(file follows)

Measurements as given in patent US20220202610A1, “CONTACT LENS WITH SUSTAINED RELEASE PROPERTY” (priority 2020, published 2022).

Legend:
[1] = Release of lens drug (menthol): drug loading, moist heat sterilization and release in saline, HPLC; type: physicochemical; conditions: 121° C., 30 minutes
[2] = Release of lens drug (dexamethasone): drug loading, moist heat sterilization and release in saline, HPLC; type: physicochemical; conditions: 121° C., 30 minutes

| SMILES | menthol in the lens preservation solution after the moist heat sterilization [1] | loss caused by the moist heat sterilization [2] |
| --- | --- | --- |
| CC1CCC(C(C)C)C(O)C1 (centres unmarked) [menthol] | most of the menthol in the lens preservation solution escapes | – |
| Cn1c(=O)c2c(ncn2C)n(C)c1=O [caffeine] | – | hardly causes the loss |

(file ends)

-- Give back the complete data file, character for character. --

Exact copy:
Measurements as given in patent US20220202610A1, “CONTACT LENS WITH SUSTAINED RELEASE PROPERTY” (priority 2020, published 2022).

Legend:
[1] = Release of lens drug (menthol): drug loading, moist heat sterilization and release in saline, HPLC; type: physicochemical; conditions: 121° C., 30 minutes
[2] = Release of lens drug (dexamethasone): drug loading, moist heat sterilization and release in saline, HPLC; type: physicochemical; conditions: 121° C., 30 minutes

| SMILES | menthol in the lens preservation solution after the moist heat sterilization [1] | loss caused by the moist heat sterilization [2] |
| --- | --- | --- |
| CC1CCC(C(C)C)C(O)C1 (centres unmarked) [menthol] | most of the menthol in the lens preservation solution escapes | – |
| Cn1c(=O)c2c(ncn2C)n(C)c1=O [caffeine] | – | hardly causes the loss |